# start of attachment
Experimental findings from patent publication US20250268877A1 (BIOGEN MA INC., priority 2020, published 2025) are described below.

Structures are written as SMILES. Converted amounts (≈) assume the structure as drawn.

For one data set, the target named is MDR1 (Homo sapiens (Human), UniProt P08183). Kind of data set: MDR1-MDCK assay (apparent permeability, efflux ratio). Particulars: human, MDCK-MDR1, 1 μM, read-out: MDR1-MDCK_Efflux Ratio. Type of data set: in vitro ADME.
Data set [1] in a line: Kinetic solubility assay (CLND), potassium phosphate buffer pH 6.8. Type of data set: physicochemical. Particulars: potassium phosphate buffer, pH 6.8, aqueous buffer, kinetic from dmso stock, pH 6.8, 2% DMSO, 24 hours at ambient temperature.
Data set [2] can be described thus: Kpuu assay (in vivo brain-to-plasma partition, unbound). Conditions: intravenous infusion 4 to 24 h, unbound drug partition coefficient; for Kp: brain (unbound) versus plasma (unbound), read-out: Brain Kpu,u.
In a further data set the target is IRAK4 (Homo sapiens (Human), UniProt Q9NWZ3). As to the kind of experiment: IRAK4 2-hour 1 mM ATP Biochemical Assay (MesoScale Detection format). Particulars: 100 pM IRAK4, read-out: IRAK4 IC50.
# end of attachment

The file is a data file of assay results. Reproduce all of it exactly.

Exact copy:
Experimental findings from patent publication US20250268877A1 (BIOGEN MA INC., priority 2020, published 2025) are described below.

Structures are written as SMILES. Converted amounts (≈) assume the structure as drawn.

For one data set, the target named is MDR1 (Homo sapiens (Human), UniProt P08183). Kind of data set: MDR1-MDCK assay (apparent permeability, efflux ratio). Particulars: human, MDCK-MDR1, 1 μM, read-out: MDR1-MDCK_Efflux Ratio. Type of data set: in vitro ADME.
Data set [1] in a line: Kinetic solubility assay (CLND), potassium phosphate buffer pH 6.8. Type of data set: physicochemical. Particulars: potassium phosphate buffer, pH 6.8, aqueous buffer, kinetic from dmso stock, pH 6.8, 2% DMSO, 24 hours at ambient temperature.
Data set [2] can be described thus: Kpuu assay (in vivo brain-to-plasma partition, unbound). Conditions: intravenous infusion 4 to 24 h, unbound drug partition coefficient; for Kp: brain (unbound) versus plasma (unbound), read-out: Brain Kpu,u.
In a further data set the target is IRAK4 (Homo sapiens (Human), UniProt Q9NWZ3). As to the kind of experiment: IRAK4 2-hour 1 mM ATP Biochemical Assay (MesoScale Detection format). Particulars: 100 pM IRAK4, read-out: IRAK4 IC50.